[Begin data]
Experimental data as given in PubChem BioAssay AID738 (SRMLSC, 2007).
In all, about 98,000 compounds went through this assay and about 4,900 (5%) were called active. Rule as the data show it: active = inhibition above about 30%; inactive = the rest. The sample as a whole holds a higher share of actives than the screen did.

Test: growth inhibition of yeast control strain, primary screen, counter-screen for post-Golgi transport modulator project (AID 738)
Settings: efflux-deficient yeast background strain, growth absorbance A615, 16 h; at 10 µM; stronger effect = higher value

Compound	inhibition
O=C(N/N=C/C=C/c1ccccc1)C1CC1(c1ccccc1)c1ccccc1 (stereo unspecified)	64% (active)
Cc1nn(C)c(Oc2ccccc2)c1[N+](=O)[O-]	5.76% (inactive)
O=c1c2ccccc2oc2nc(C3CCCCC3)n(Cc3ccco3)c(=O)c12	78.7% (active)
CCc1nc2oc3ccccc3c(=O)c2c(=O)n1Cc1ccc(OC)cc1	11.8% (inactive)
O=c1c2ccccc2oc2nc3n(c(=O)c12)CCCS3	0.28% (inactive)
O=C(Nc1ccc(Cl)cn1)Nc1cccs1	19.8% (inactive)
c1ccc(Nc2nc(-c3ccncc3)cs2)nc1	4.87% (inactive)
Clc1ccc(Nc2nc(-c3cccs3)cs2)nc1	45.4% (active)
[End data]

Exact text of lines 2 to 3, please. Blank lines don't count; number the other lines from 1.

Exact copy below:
In all, about 98,000 compounds went through this assay and about 4,900 (5%) were called active. Rule as the data show it: active = inhibition above about 30%; inactive = the rest. The sample as a whole holds a higher share of actives than the screen did.

Test: growth inhibition of yeast control strain, primary screen, counter-screen for post-Golgi transport modulator project (AID 738)